- Creates more interesting, varied weapons,
- Strength is always useful, even with finesse weapons.
- Dexterity is useful for all fighters - even if you have high Strength.
- Odd abilities (11, 13, 15, 17, 19...) gain some utility.
- Encourages stronger characters to pick heavy weapons, and dexterous characters to pick lighter ones.
- More specifically, monks get additional reasons to use lighter weapons, barbarians get additional reasons to use heavier weapons, and fighters will be encouraged to use different weapons in accordance to their specific build,s most of which will be very flavorful.

My head hurts from the math! Let's see some actual examples!

Mace, Greatclub (Strength B)
There is little to no reason to use these weapons in 5e: the quarterstaff is versatile, in addition to being cheaper/lighter. With these rules, anyone with Strength 13+ will pick one of them over the quarterstaff.

Sickle (Strength C / Dexterity E)
You'd usually pick a handaxe over a sickle, but if you're dexterous enough, this weapon might be a better choice.

Greataxe (Strength B) 
Once reserved to barbarians, now the greataxe is useful for anyone with Strength 13+. Because of how critical hits work, the greatsword has an almost identical damage, unless your Strength is REALLY high.

Greatsword (Strength C / Dexterity E)
Now the greatsword requires good Dexterity for maximum effect. Nice!


As you can see, I used only the letters B, C and E. You can easily add "Strength D/Dexterity D" to some weapons that require an equal amount of Strength and Dexterity, and even "Strength A" for GIANT weapons.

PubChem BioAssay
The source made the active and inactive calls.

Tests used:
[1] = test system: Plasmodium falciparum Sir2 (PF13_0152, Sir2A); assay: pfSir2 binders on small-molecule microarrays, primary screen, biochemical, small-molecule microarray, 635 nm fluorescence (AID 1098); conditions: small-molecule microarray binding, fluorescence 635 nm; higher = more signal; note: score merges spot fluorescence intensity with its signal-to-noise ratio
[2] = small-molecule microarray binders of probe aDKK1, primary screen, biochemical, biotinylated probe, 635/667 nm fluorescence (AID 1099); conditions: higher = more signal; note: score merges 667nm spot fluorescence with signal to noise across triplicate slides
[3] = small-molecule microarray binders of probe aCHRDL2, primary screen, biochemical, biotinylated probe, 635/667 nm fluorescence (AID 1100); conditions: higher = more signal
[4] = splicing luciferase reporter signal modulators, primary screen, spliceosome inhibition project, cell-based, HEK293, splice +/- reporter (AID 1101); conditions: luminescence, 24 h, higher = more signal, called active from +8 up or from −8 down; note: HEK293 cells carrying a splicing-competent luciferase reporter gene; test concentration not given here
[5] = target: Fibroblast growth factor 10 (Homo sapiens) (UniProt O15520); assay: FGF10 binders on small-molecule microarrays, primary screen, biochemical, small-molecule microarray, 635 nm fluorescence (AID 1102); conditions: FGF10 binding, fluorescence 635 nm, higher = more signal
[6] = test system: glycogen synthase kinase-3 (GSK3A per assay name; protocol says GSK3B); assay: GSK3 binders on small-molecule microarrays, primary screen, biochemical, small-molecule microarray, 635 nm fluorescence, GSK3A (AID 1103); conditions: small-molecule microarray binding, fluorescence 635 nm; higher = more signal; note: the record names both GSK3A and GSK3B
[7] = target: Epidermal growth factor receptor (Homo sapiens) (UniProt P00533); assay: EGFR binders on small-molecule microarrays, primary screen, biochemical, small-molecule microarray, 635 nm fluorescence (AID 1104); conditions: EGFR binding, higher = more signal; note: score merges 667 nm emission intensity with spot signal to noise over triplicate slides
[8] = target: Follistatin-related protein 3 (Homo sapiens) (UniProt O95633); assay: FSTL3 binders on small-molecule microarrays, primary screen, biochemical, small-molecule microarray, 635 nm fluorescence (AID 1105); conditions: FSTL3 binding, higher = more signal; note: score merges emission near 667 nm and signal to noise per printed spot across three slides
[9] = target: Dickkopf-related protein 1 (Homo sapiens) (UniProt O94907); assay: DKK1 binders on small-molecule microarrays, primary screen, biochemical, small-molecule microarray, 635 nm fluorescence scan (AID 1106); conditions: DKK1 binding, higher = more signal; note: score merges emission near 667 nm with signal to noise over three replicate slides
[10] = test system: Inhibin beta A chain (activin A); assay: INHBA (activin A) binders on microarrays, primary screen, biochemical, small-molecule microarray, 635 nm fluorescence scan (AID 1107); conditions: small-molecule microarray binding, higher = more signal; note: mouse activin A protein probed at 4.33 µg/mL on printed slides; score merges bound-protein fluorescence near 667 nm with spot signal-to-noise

Maybe SIMPLE weapons would have Strength D as an option, to allow Strength 9 wizards to cause damage without a penalty.

Two weapon fighting? Maybe Strength letters get degraded by one level in the main hand, two levels in the off hand... Or something. The ideal is that Dexterity scaling allows dexterous characters to gain more benefits form dual wielding.

Ranged Weapons? Let us give them some Strength scaling, shall we? Or try this.

In Dark Souls, some weapons scale with "mental" abilities. A nice addition to spellcasters! Or check this out.

The 3/4, 2/3, 1/2, 1/3, 1/4 progression is arbitrary: you could easily use something less extreme (for example, 0.7, 0.6, 05., 0.4, 0.3).

Here is a smoother table if you want it. I think I actually prefer this one:

8 -1 -1 -1 -1 -1
9 -1 -1 -1 0 0
10 0 0 0 0 0
11 1 1 0 0 0
12 1 1 1 1 1
13 2 2 1 1 1
14 3 2 2 2 1
15 3 3 2 2 1
16 4 4 3 2 2
17 5 4 3 3 2
18 6 5 4 3 2
19 6 5 4 4 3
20 7 6 5 4 3
21 8 7 5 4 3
22 8 7 6 5 4
23 9 8 6 5 4
24 10 8 7 6 4

Sunday, April 15, 2018

Encumbrance armor - minor update

As I mentioned in my post about "encumbrance armor", the idea, as written, is a bit prone to abuse.

To avoid all PCs to walking around in heavy armor, 5e limits the three heaviest kinds of armor to PCs that have minimum strength of 13 or 15.

Heavy Armor
Ring Mail30 gp14Disadvantage40 lb.
Chain Mail75 gp16Str 13Disadvantage55 lb.
Splint200 gp17Str 15Disadvantage60 lb.
Plate1,500 gp18Str 15Disadvantage65 lb.

There is no rhyme or reason to these numbers, apparently. A Str 12/13/14/15 would make a lot more sense and work perfectly well for gaming reasons.

But why not make Strength requirements for ALL kinds of armor? This is an idea I've got from Dragon Heresy. But I prefer formulas to tables. So: